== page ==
by D.W. Lundberg

Saturday, September 3, 2011


My continuing foray into Disney's fifty official Animated Classics. As always, don't hesitate to share your thoughts/memories/complaints in the comments section below. Links to previous entries have also been included below.

Title: Robin Hood (1973)

The Plot: In medieval England, a bandit fox steals from the rich and gives to the poor, while battling the sinister machinations of King John (a lion) and the Sheriff of Nottingham (a wolf).

The Songs: "Whistle-Stop," "Oo De Lally," "Love," "The Phony King Of England," "Not In Nottingham"

A Little History: The idea for an all-animal Robin Hood actually originated back in 1937, as Walt Disney became infatuated with the exploits of Reynard the Fox, a hero from European folklore who used cunning and courage to outsmart his enemies. Reynard, however, proved too unsympathetic for family entertainment, so the concept was scrapped until the late 1950s/early 1960s, when artist Ken Anderson took a new interest in the character. Anderson was able to combine Reynard's trickster personality with the legendary archer of Sherwood, and handed his designs over to writer Larry Clemmons for story treatment. Director Wolfgang Reitherman saw the project as a Butch Cassidy And The Sundance Kid-type buddy picture between Robin and Little John, as seen through the eyes of forest animals. Budget cuts forced Reitherman to recycle extensive bits of animation and character designs from previous Disney classics. Because of this, Little John is simply Baloo the Bear colored brown; Sir Hiss resembles a shorter version of Kaa, also from The Jungle Book; King John sports a robe and crown worn by a similar character in Bedknobs And Broomsticks (1971); and several characters' dance moves are copied from Snow White, Jungle Book and The AristoCats. (As King John, Peter Ustinov apes his own performance as Emperor Nero from Metro-Goldwyn-Mayer's Quo Vadis, released in 1951.) Robin Hood opened in U.S. theaters on November 8, 1973, and grossed approximately $9.5 million – another successful venture for the studio, post-Walt.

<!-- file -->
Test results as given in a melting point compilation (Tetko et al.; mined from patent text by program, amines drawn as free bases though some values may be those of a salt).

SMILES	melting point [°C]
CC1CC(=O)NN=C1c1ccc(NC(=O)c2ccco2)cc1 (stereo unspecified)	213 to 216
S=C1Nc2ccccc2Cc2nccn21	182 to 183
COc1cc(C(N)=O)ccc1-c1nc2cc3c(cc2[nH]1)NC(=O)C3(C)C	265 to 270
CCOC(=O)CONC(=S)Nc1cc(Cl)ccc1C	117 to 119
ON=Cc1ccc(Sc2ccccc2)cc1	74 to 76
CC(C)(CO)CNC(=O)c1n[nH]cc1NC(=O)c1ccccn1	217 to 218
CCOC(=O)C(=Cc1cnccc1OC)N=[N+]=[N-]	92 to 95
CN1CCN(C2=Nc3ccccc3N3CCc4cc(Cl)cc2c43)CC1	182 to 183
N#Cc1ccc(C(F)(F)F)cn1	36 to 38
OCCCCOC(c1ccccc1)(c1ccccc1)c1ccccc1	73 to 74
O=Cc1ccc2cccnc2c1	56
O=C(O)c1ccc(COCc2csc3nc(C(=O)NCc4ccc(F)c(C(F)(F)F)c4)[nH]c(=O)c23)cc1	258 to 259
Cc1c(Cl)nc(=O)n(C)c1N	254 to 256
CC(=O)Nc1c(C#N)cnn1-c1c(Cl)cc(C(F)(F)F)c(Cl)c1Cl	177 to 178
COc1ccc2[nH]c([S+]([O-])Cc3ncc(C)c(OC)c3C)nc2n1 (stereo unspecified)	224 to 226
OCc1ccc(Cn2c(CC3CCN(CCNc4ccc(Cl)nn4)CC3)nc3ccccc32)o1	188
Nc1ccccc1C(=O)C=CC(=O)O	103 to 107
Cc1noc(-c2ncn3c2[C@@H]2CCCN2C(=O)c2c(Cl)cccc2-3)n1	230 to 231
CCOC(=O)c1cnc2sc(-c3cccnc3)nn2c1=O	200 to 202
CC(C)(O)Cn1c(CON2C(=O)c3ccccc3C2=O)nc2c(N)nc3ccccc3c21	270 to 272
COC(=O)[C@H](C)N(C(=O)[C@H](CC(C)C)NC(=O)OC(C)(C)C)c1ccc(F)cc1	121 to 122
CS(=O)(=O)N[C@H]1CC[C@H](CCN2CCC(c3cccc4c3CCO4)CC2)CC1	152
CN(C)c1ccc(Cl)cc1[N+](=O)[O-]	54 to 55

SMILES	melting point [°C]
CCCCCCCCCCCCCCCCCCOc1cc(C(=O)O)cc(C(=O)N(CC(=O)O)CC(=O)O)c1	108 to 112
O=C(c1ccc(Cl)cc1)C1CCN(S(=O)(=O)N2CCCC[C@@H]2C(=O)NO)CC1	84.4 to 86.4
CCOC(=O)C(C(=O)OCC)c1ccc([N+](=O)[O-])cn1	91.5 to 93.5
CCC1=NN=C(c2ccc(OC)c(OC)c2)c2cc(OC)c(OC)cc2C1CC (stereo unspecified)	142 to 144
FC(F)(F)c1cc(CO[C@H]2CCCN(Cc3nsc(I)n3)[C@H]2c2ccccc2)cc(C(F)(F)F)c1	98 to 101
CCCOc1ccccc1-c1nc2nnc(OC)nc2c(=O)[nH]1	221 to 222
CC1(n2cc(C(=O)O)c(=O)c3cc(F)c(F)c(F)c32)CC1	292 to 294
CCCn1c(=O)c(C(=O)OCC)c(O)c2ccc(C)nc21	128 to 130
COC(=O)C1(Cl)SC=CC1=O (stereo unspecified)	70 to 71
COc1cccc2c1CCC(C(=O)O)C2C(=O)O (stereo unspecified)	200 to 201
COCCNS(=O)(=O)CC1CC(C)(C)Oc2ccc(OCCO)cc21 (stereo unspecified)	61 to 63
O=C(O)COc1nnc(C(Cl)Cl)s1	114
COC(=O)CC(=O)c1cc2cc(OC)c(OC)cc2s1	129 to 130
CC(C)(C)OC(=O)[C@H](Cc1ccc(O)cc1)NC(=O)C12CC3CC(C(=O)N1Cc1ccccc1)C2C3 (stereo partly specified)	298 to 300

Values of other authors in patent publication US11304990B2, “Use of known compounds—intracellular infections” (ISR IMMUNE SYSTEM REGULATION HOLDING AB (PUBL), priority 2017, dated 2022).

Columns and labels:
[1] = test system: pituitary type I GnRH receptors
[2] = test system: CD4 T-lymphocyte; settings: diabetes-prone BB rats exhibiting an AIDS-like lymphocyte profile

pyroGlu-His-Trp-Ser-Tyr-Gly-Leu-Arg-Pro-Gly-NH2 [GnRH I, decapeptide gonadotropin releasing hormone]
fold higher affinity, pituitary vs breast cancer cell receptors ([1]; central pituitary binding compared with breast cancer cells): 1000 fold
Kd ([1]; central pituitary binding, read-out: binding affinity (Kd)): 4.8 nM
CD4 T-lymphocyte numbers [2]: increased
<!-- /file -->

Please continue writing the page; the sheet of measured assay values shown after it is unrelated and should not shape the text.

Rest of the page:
How It Broke New Ground: The first animated Disney feature without human characters. (The entire cast is comprised of various animal species; man is never actually seen in Bambi but his presence is definitely felt.)

How It Holds Up Today: "Woolie" Reitherman's knack for raiding Disney's animation vaults sinks to new lows with this one: Aside from those instances mentioned above, he also recycles himself to an alarming degree, often within the same 10-20 minutes (for example, the Sheriff of Nottingham's gait as he approaches the audience is re-used at least three times during the film, and he even repeats the line "There's something funny going on around here" in the exact same pitch and raising of his eyebrows). And George Bruns' music score has a distinctively kitchy 70's flavor, which dates the movie terribly. Still, despite the typically Disney-fied approach, I think the movie captures the spirit of all the Robin Hood stories I read as a kid, and I like how the characters are a clever personification/sly variation on the traits we associate with their species: our hero (of course) is as sly as a fox, the foppish King John is the exact opposite of regal and "lion-hearted," Sir Hiss makes a splendidly slithery sidekick, etc. You can't help but wonder, though, what the studio might have accomplished had it tackled the same story at the height of its powers; as it is, we get a perfectly passable entertainment rather than an out-and-out classic. (Sidenote: Disney's 21st animated feature earns a special place on this blog, as actor Peter Ustinov also provides FTWW with its too-precious title.)

Grade: B

Hold tight, Disney fans – there's more to come. Need to play catch up? Click on the following for: Snow White And The Seven Dwarfs, Pinocchio, Fantasia, Dumbo, Bambi, Saludos Amigos, The Three Caballeros, Make Mine Music, Fun And Fancy Free, Melody Time, The Adventures Of Ichabod And Mr. Toad, Cinderella, Alice In Wonderland, Peter Pan, Lady And The Tramp, Sleeping Beauty, One Hundred And One Dalmatians, The Sword In The Stone, The Jungle Book, and The AristoCats. Please comment!


  1. My daughter and I were just talking about how "Robin Hood" was one of our favorite Disney films. I didn't know that it was a low budget, recycled film project...doesn't change my opinion any. The happy, devil may care attitude of Robin and Little John are irresistible and their easy banter draw me in (still) every time.

  2. Way to stick to your guns! ROBIN HOOD is an easy movie to like. And it tells its story well. The recycled animation is simply there as a money-saving tactic - it's not the first time it happened, and it won't be the last.

  3. This movie is so cute!! I love the little "kids" when they are debating about crossing into Prince Johns property to retrieve the arrow! PRICELESS! =)